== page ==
Let’s look at each type of fraud in more detail. Note that some fraud methods may fall into more than one category because they involve different fraudulent activities.
This type of fraud involves the deliberate act of creating fake clicks in order to increase the attackers’ revenue (in the case of ad networks or publishers) or to deplete the advertising budgets of pay-per-click campaigns (e.g., PPC, CPC, CPI, and so on). Common methods for click fraud include:
☑ Click Injection
This is a practice in mobile ads in which a click simulation is run before the app is fully installed to attribute the click to a fraudulent source. To perform this action, fraudsters often use dormant “junk apps” residing on users’ devices that are waiting to be activated by an install broadcast. These dormant apps awaken and spring into action, taking control of the user’s device and generating a click, effectively taking credit for an organic install or even an install initiated by another legitimate network.
☑ Click Hijacking
This is the hijacking of a genuine click and subsequent installation through the deceptive practice of sending a duplicate click report from a competing network. Most commonly used is malware surreptitiously embedded in applications obtained from third-party app stores or pretending to be legitimate. Once a legitimate click is detected, the malware initiates a false click report from a competing network, effectively hijacking it and appropriating all subsequent installs. Whereas Click Injection focuses on injecting fraudulent clicks before an application is installed, Click Hijacking focuses on intercepting legitimate clicks and generating false click reports to capture attribution.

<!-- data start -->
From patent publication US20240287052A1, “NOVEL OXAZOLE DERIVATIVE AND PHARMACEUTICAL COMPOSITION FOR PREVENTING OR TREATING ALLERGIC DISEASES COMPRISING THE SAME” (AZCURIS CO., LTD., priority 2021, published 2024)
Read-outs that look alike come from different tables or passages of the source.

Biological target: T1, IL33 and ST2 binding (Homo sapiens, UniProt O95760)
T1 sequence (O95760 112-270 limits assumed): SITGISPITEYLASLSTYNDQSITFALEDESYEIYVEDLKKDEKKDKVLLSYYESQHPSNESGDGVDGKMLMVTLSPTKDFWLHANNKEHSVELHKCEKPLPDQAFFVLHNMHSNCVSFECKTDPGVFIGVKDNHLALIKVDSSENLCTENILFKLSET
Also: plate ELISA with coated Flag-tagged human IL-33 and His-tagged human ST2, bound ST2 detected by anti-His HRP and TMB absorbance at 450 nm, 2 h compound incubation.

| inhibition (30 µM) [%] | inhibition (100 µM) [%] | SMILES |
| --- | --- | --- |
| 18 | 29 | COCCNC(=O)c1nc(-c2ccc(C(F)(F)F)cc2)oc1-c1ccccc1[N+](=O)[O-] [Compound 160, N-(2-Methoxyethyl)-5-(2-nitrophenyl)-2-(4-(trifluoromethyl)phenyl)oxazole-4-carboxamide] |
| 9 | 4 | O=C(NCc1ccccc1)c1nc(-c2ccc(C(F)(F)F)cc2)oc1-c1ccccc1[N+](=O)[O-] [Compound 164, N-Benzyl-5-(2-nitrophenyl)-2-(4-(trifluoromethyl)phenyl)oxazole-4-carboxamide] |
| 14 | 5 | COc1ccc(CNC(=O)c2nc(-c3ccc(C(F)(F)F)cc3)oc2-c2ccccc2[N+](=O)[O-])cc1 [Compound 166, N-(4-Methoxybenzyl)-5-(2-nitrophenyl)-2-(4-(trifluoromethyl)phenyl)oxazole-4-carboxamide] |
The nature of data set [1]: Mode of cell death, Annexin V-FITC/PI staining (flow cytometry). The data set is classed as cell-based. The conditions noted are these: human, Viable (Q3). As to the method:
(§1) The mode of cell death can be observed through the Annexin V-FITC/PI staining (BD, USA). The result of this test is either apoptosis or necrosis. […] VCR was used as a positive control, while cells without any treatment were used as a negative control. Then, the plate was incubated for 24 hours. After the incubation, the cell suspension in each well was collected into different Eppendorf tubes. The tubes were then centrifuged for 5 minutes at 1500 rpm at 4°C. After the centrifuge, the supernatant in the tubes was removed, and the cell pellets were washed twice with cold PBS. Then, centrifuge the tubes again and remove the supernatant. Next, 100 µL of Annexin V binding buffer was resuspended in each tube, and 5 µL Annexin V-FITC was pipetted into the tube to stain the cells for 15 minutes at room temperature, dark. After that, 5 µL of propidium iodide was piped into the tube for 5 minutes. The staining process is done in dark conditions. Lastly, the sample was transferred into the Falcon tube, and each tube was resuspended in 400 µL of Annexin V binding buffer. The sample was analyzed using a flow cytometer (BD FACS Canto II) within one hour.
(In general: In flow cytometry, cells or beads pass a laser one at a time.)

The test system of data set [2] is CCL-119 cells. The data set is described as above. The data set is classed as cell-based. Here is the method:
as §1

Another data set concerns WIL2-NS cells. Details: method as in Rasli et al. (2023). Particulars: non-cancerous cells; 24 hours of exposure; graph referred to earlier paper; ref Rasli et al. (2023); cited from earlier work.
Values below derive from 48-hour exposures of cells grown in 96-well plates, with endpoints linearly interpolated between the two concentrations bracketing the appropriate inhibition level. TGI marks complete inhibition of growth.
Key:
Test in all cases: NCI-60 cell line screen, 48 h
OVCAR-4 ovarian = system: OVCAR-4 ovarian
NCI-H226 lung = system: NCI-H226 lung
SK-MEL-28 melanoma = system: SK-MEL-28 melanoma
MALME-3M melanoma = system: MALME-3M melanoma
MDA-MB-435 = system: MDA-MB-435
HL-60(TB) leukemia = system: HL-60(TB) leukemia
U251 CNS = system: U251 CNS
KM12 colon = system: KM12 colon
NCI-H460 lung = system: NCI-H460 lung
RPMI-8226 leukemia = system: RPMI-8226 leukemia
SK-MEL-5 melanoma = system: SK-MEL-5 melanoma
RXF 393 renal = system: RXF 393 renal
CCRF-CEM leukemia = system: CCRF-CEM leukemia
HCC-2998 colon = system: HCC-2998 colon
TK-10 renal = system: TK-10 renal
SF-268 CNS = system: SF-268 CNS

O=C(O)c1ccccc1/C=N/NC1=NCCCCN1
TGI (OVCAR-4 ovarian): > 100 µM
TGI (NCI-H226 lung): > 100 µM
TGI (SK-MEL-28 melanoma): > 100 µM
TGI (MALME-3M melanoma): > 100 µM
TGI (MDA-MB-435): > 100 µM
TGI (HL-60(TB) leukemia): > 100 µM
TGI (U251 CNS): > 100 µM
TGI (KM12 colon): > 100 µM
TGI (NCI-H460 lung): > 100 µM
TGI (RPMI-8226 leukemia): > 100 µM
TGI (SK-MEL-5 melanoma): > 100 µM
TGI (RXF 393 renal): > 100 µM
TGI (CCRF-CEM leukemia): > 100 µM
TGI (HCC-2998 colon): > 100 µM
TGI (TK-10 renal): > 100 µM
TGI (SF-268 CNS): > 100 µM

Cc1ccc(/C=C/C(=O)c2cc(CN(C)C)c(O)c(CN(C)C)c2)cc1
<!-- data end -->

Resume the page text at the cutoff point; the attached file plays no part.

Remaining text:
☑ Click redirection (Auto redirects)
☑ Click flooding
This is another form of mobile ad fraud that involves generating an excessive number of fake clicks within a short period of time. This method differs from click redirection, click hijacking and click injection in terms of execution and objectives and focuses on artificially inflating the number of clicks. Click flooding attacks generate a large number of clicks but do not result in actual installs or desired actions. In Click flooding scenarios, the time from click to install can exhibit unusual patterns such as prolonged CTITs or abnormally low conversion rates. Click flooding scammers manipulate attribution patterns by artificially inflating touchpoints to gain undeserved credit.